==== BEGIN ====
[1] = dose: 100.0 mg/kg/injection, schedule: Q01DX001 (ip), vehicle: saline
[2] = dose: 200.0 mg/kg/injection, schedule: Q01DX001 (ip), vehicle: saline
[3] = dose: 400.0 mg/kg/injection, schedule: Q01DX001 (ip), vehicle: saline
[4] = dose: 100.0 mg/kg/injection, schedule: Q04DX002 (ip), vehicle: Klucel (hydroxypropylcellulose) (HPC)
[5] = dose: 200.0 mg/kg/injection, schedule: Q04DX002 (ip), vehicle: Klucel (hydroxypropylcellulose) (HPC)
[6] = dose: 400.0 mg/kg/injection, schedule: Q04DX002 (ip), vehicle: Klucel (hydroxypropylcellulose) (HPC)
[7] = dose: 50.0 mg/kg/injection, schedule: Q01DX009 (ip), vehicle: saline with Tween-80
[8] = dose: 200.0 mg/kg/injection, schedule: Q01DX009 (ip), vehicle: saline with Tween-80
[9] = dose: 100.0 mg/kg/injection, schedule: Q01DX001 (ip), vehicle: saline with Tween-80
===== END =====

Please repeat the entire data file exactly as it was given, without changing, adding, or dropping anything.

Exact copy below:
[1] = dose: 100.0 mg/kg/injection, schedule: Q01DX001 (ip), vehicle: saline
[2] = dose: 200.0 mg/kg/injection, schedule: Q01DX001 (ip), vehicle: saline
[3] = dose: 400.0 mg/kg/injection, schedule: Q01DX001 (ip), vehicle: saline
[4] = dose: 100.0 mg/kg/injection, schedule: Q04DX002 (ip), vehicle: Klucel (hydroxypropylcellulose) (HPC)
[5] = dose: 200.0 mg/kg/injection, schedule: Q04DX002 (ip), vehicle: Klucel (hydroxypropylcellulose) (HPC)
[6] = dose: 400.0 mg/kg/injection, schedule: Q04DX002 (ip), vehicle: Klucel (hydroxypropylcellulose) (HPC)
[7] = dose: 50.0 mg/kg/injection, schedule: Q01DX009 (ip), vehicle: saline with Tween-80
[8] = dose: 200.0 mg/kg/injection, schedule: Q01DX009 (ip), vehicle: saline with Tween-80
[9] = dose: 100.0 mg/kg/injection, schedule: Q01DX001 (ip), vehicle: saline with Tween-80